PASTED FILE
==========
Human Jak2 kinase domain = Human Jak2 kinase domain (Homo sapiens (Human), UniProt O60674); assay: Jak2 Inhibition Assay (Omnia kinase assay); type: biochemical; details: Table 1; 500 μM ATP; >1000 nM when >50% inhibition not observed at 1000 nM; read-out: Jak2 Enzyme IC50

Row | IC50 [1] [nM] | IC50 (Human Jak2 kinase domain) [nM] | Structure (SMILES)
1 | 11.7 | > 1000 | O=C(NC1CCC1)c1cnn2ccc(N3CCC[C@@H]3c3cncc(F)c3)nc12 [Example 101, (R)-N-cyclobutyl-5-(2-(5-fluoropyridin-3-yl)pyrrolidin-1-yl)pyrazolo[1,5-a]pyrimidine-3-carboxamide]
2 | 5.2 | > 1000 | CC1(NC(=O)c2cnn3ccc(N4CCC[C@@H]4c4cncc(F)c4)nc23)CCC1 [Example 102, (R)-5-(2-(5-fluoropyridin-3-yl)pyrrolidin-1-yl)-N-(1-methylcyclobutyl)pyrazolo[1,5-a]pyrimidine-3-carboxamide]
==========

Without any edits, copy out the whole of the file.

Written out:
Human Jak2 kinase domain = Human Jak2 kinase domain (Homo sapiens (Human), UniProt O60674); assay: Jak2 Inhibition Assay (Omnia kinase assay); type: biochemical; details: Table 1; 500 μM ATP; >1000 nM when >50% inhibition not observed at 1000 nM; read-out: Jak2 Enzyme IC50

Row | IC50 [1] [nM] | IC50 (Human Jak2 kinase domain) [nM] | Structure (SMILES)
1 | 11.7 | > 1000 | O=C(NC1CCC1)c1cnn2ccc(N3CCC[C@@H]3c3cncc(F)c3)nc12 [Example 101, (R)-N-cyclobutyl-5-(2-(5-fluoropyridin-3-yl)pyrrolidin-1-yl)pyrazolo[1,5-a]pyrimidine-3-carboxamide]
2 | 5.2 | > 1000 | CC1(NC(=O)c2cnn3ccc(N4CCC[C@@H]4c4cncc(F)c4)nc23)CCC1 [Example 102, (R)-5-(2-(5-fluoropyridin-3-yl)pyrrolidin-1-yl)-N-(1-methylcyclobutyl)pyrazolo[1,5-a]pyrimidine-3-carboxamide]